The Brewers knew they were losing Prince Fielder, and they wanted to sign a good hitter to defray some of the cost of having him walk away. Ramirez posted a 133 wRC+ last year, and at just $12 million per year, he fit into the Brewers budget. However, he’s a lousy defender who is headed for his age 34 season, was basically replacement level in 2010, and blocked off third base from Taylor Green, who probably could have provided some value at the hot corner for the league minimum and allowed the Brewers to spend their money upgrading at shortstop or at first base. Ramirez will probably be worth the money in 2012, but they’ve locked themselves into declining performance at the position for the next several years. There were better ways to spend $36 million this winter than by giving it to Ramirez.
#6 – Marlins Sign Mark Buehrle for 4/58M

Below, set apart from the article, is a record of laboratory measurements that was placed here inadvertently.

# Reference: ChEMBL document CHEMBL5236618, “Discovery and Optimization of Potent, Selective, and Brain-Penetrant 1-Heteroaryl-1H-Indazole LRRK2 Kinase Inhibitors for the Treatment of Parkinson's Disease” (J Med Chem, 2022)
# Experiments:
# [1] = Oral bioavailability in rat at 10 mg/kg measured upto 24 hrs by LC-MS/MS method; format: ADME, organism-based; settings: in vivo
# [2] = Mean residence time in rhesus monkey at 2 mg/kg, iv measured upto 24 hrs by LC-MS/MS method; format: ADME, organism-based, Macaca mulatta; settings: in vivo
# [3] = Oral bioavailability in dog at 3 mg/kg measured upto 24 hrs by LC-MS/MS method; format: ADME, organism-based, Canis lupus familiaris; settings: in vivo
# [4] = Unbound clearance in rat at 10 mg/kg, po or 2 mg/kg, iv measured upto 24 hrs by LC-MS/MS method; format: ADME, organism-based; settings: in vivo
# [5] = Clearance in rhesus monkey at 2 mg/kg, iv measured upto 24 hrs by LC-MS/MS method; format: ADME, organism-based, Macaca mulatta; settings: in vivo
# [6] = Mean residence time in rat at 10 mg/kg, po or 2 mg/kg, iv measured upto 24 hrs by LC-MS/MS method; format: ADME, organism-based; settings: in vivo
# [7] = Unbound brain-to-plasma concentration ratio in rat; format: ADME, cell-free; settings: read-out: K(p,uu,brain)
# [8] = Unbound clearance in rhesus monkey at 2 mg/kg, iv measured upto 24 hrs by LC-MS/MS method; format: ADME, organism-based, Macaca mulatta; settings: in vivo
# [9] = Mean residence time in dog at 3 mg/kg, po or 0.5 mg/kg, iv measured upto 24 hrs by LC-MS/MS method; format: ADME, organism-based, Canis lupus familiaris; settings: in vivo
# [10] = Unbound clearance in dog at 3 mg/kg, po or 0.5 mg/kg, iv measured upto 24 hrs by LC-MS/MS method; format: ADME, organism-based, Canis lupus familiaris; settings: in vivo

The Marlins wanted to make a big splash this winter, and set their sights on most of the big name free agents on the market. Unfortunately for them, C.J. Wilson wanted to stay on the west coast, so they ended up with money burning a hole in their pocket and Mark Buehrle as the most willing recipient of that cash. Buehrle has been a durable pitcher with a long track record of success, but he turns 33 in March and has racked up a lot of miles on his left arm. Committing $14.5 million per year to sign a guy who relies on beating his peripherals is a bit scary to begin with – when you factor in his advancing age, this looks like a deal that could end poorly for the Marlins.